Farm Progress

Think differentWith transgenic corn rootworm hybrids’ widespread adoption, it may be time to rethink high-yield corn fertility, says Fred Below, University of Illinois plant physiologist.Research conducted by Below and grad student Ross Bender shows that rootworm hybrids’ roots are active longer after flowering than conventional corn’s roots. This increases nutrient uptake, especially of nitrogen, phosphorus, potassium and zinc.“We would argue that soil-fertility recommendations might be out of date for the yield goals that are achievable with today’s hybrids,” Bender says.With the increased uptake, phosphorus is of special concern, given current fertility practices, says Below. Surveys show that on average, Illinois farmers apply just over 90 pounds per acre phosphorus in a corn and soybean rotation. Since corn and soybean harvest removes about 80% of phosphorus, Illinois soils are being depleted of phosphorus at the rate of 30 pounds of P2O5 per acre every two years, he e

David Hest 1

March 21, 2014

4 Min Read

When it comes to high-yield corn environments, nitrogen gets well earned respect as the most critical element in a fertility program. But three key nutrients’ under-recognized importance – sulfur, zinc and the long-recognized standby, phosphorus – could limit yields from an otherwise well-fertilized crop, says University of Illinois Plant Physiologist Fred Below.

“These are the missing links for high-yield corn,” says Below. “Many farmers don’t fertilize for sulfur and zinc. And many people don’t realize the season-long importance of phosphorus.”

In research conducted by Below and graduate student Ross Bender, extra phosphorus, sulfur and zinc increased corn yields 8-10 bushels per acre in fields already supplied with a balanced high-yield fertility program. “We have seen yield increases greater than would be expected based on the phosphorus soil test,” says Below. “Phosphorus’ uptake rate is greater than what many soils can supply based on the soil test.

“I’m also convinced that at yields above 200 bushels per acre, there are many cases where yields are being limited by sulfur and zinc,” adds Below. “I don’t think that soil fertility has kept up with today’s hybrids’ yield potential.”

His research tracked six hybrids for site-years at Urbana, Ill. (2010) and DeKalb, ll. (2010). The recommendations for phosphorus, sulfur, and zinc apply to both transgenic insect protected corn rootworm hybrids and non-protected hybrids. Research also suggests that the insect-protected hybrids may have additional nutrient accumulation later in the season (because of healthier, more active roots), especially when there is a yield increase as a result of the insect protection. “With the quantity of hybrids and locations tested, we’d feel this is generally representative of most modern corn hybrids currently used,” University of Illinois Crop Physiology Graduate Student Ross Bender says. “We evaluated five hybrids at DeKalb and six hybrids at Champaign during 2010 (one trial at each location). The five hybrids grown in DeKalb were also grown in Champaign plus one additional hybrid.”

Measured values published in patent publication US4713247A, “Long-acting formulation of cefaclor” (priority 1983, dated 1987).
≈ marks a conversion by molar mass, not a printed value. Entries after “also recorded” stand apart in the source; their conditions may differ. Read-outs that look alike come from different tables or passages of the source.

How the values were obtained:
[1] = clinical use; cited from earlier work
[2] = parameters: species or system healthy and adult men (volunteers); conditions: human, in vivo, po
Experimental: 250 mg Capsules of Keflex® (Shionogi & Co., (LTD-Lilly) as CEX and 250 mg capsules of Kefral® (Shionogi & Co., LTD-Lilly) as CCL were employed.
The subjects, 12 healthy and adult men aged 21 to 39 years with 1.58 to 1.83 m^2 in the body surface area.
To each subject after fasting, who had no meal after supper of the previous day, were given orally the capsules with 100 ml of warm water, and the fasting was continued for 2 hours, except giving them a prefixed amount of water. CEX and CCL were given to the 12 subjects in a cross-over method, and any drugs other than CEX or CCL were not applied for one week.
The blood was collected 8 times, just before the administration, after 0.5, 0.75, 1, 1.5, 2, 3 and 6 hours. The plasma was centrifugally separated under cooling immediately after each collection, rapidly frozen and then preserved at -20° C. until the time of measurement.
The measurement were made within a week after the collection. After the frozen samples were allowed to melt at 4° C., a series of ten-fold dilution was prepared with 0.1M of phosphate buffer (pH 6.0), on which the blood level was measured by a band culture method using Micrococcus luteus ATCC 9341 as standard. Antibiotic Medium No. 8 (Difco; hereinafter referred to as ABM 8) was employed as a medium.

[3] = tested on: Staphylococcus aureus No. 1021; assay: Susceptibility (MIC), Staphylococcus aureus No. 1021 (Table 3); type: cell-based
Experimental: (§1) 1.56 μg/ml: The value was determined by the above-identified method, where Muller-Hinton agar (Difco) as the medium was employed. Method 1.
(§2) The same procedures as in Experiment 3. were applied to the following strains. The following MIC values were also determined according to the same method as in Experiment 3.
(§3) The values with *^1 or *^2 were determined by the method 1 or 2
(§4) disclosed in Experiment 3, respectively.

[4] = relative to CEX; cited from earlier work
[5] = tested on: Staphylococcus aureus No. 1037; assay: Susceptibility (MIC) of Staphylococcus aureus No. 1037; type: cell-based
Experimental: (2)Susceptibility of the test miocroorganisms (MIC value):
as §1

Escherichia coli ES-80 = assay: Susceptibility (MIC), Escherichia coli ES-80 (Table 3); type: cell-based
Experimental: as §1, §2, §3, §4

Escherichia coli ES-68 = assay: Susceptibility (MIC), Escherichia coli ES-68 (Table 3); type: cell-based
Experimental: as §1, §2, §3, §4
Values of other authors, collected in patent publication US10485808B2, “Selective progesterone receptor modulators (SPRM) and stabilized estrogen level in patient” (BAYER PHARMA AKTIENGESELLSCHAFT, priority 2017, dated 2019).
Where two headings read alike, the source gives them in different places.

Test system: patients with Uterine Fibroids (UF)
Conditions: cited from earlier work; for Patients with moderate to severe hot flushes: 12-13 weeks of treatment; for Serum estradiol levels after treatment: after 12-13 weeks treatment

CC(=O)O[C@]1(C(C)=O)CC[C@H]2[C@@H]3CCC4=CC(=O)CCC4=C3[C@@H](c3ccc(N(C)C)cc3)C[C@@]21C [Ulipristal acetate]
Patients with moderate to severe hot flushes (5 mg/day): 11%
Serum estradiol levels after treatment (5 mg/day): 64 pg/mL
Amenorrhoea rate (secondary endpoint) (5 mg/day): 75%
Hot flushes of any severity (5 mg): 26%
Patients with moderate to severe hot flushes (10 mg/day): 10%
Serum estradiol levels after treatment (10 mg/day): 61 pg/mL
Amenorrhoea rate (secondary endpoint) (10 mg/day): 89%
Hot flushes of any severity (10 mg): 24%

Nutrient uptake timing is key

Phosphorus, sulfur and zinc nutrient-uptake patterns hint at why extra fertility may pay off, says Bender, whose graduate work has focused on corn nutrient uptake. Unlike most other nutrients, phosphorus, sulfur and zinc accumulation is greater during grain-fill than during vegetative growth stages. This suggests that an assured season-long supply is critical for balanced crop nutrition and optimum grain fill, he says. In corn, half of total uptake of the three nutrients occurs after flowering. That contrasts with nitrogen, two-thirds of which is absorbed at silking.

The late-season demand for key nutrients suggests that grain yield could be lost if they are in short supply. The percentage of phosphorus, sulfur and zinc, as well as nitrogen, contained in the grain, highlights its critical nature. In the neighborhood of 60% of total nitrogen, sulfur and zinc taken up during the growing season is contained in the grain. Phosphorus tops out at 79%. In comparison, the percentage of potassium and boron in the grain is at 33% and 23%, respectively.

Among major and macronutrients, sulfur may present a special challenge. While a large percentage of most nutrients taken up by grain is mobilized from plant tissues, most sulfur in grain is taken up from the soil.


Subsurface banded below row

The phosphorus, sulfur and zinc boost in the University of Illinois research was supplied by 250 pounds/acre of a 12-40-0-10S-1zinc fertilizer. The fertilizer used in the test, MicroEssentials SZ, from Mosaic, was banded 4-6 inches below the row at planting.

Subsurface banding may help improve nutrient uptake, says Below. The fertilizer formulation, which fuses a blend of nutrients in each granule, may also contribute to improved uptake and season-long sulfur availability, according to the manufacturer.

“Our approach is to feed the plant, not the soil,” says Below. “Feeding the soil is probably not going to get you to 300-bushel corn. Fertilizer sources that supply nutrients at the rate and time that match corn nutritional needs are critical for optimizing nutrient use and yield.”

Below says the “booster” fertilizer application rate used in the research trials, which supplies 100 pounds/acre of P2O5, 25 pounds/acre of sulfur and 2.5 pounds per acre of zinc, would be sufficient for corn with a yield goal of 230 bushels per acre. For a 300 bushels per acre yield, he recommends bumping rates 25% to 30%.

About the Author(s)

David Hest 1

David Hest writes about precision agriculture, electronics and communications technologies and trends affecting production agriculture.

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